Compleat and Zoological Society of London (ZSL) have been working together for many years,
but it has not always been this way, ZSL had been put off finding a finance and accounting automation solution for many years after having reviewed the market options and struggled to deal with the company politics in a P2P automation project.
ZSL are an international scientific, conservative, and educational charity, working in over 50 countries; their mission of ground-breaking science and active conservation projects is realized through their two zoos (ZSL London Zoo & ZSL Whipsnade Zoo).
Which means they were unable to find a finance and accounting automation solution that met their business requirements while also being financially justifiable.
Money was spread thin as there is significant competition within ZSL for many important causes and research.
Being a charity there is never enough money for everything and automation was put on a back burner for a future date.
Charities have the same financial burdens just like any business, which means they must make every penny count, after analyzing the strengths and weakness and getting a better understanding of procurement and invoicing processes within ZSL, company goals were then created to achieve a more efficient and cost-effective process.
ZSL had a set of main goals similar to most companies:
- Streamline the Procurement Process
- Save on invoicing costs
- Improve finance efficiency
- Win consensus across the board and pool users by providing the efficiency and effectiveness with ROI forecast analysis
Before any work could be done on improving the process, company politics in a p2p automation project must be worked through.
As anyone might know, working with senior management and budget holders can feel like pulling teeth with scorching hot pliers... The job will get done but it will not be what you planned; it looks worse than it was before and all innovative ideas you had are now all their innovative ideas.
Nick Napier, IT Director at ZSL is no stranger to this struggle:
“The challenges of starting a P2P automation project are both political and financial. By definition, the process will change the way that the budget holders (senior management) and a large number of their staff operate, whilst consuming funds that could be utilised elsewhere in the organisation. Unless we could address these challenges, it was unlikely the project would be sanctioned".
Most companies know of the benefits of automating procurement and invoicing processes, but if company culture, bias, and or sticks in the mud won’t budge then it’s going to be a very rough process. When dealing with company politics in a P2P automation project, the most important aspect is getting the stake holders on side. There will be some people you are going to impact with this project and the more people you disrupt the more than likely some of these people will have influence and power.
The first thing to do is identify these stakeholders, who will have an interest and who will be affected. Knowhow.ncvo.org.uk recommend writing up a list of stakeholders and how they may use said influence:
- How will they measure the success of this change? What is it that they want to see?
- How much influence do they have?
- Could they stop or seriously undermine the change if they wanted to?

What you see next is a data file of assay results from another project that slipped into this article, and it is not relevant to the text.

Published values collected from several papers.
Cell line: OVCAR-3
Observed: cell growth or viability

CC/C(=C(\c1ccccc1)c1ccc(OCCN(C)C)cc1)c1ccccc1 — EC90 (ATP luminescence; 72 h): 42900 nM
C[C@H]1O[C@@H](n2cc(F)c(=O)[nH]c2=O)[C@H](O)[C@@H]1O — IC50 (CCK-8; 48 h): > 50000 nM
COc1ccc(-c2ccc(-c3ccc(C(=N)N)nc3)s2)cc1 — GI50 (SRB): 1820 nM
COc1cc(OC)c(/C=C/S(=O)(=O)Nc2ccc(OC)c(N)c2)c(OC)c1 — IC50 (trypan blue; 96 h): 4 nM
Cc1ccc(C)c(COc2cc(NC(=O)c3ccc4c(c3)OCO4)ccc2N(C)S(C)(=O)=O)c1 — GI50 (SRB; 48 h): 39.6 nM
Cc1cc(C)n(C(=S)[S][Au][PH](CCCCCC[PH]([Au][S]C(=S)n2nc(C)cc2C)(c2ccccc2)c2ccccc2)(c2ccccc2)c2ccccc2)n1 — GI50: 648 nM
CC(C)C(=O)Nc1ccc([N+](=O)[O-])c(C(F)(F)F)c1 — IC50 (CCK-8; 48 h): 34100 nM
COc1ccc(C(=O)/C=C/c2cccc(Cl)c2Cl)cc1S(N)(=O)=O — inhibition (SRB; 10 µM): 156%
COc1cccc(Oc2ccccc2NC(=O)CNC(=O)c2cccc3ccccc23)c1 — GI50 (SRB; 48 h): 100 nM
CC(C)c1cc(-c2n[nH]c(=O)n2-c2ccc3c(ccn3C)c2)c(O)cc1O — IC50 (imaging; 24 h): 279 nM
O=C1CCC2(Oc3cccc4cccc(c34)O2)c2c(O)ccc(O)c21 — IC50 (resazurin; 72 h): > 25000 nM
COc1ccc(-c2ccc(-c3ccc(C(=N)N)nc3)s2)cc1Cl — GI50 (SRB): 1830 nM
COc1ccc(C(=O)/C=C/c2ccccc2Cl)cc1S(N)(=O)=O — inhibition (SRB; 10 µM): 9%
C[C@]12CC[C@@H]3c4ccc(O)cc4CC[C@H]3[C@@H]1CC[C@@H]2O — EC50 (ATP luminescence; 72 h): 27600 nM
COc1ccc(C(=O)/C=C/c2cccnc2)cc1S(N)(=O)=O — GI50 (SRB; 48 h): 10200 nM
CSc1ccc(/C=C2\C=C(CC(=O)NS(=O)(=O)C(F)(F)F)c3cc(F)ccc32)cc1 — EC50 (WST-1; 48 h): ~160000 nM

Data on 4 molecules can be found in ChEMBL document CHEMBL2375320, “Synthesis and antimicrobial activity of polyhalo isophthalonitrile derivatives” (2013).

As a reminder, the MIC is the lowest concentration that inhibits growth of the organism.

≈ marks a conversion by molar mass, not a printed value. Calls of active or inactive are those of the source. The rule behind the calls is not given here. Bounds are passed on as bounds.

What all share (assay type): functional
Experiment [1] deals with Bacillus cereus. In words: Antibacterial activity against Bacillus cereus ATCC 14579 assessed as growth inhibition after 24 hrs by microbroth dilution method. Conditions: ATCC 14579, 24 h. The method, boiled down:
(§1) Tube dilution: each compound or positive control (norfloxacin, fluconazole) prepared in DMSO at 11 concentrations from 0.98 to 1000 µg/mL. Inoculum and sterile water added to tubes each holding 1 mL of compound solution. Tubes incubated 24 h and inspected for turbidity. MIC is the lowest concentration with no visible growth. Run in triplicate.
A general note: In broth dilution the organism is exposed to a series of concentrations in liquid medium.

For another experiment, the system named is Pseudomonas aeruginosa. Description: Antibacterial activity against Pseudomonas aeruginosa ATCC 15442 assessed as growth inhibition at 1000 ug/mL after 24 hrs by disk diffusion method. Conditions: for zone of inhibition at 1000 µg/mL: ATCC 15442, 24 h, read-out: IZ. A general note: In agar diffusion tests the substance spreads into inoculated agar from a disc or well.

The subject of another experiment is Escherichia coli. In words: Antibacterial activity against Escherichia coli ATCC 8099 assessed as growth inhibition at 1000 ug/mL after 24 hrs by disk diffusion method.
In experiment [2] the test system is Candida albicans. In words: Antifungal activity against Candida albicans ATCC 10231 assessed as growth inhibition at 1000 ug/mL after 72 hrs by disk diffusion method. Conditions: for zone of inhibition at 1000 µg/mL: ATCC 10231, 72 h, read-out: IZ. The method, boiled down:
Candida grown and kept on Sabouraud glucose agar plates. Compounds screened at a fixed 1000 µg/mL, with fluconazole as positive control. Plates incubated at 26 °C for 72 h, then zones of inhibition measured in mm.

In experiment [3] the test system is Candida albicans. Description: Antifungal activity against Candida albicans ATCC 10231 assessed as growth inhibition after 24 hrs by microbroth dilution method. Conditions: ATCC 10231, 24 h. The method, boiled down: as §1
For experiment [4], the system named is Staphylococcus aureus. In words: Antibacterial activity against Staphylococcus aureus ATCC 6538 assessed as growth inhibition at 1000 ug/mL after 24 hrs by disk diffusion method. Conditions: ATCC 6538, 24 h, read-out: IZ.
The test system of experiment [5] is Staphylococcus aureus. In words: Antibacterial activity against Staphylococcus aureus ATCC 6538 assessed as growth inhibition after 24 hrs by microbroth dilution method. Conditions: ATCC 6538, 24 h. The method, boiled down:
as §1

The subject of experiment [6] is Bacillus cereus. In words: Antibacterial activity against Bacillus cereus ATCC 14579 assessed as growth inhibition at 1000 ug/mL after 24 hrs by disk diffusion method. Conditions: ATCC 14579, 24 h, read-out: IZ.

- How important are they?
Another way, suggested by www.projectsmart.co.uk, is to create a power interest grid, this would allow you to find the people who may have a low interest but a lot of influence, meaning you may need to spend more time building a relationship with more nurturing. Alternatively, someone with high influence and high interest may need more attention to keep them up to date with reporting and the benefits of what they are trying to achieve.
Once you have identified your stakeholders, the next step should be to get a better understanding of key goals as well as to learn of any objections.
The most important aspect is communication as it is key to the understanding of each requirement from each stake holder.
Who you may need to communicate with may change over time as, they may shift depending on the phase of the project, waning interest, or something else that comes up unexpectedly.
You may need to think about how they like to be communicated with, what the most important part of the project is to them, what they need to know and more importantly what they don’t need to know, and even when the best time to contact them is.
With the right lines of communication open to the right people, the next step is to set and manage expectations; this will help create project timelines and find which stage each stakeholder will be part of.
Try to be as thorough as possible by letting people know what you will need from them and when, stakeholders are normally busy, so it’s best to be clear about what you need from them and more importantly how you will be able to help them.
A fantastic way to do this is to create a project management plan - head over to projectmanager.com to learn how to build a management plan, they already have a listed page to get you started.
Company Politics in a P2P Automation Project
Company politics, culture and opinion is hard to change but the effort is worth it.
In the end we are all human and we are all doing what we believe to be the best for ourselves and the company. We are all in the same car yet have different directions to the same destination.
Everyone wants the same thing, the company to succeed and a healthy Christmas bonus at the end of the year. Getting people on the main page should be a top priority for any project to succeed.
To find out more about ZSL's journey with Compleat,
download the case study here: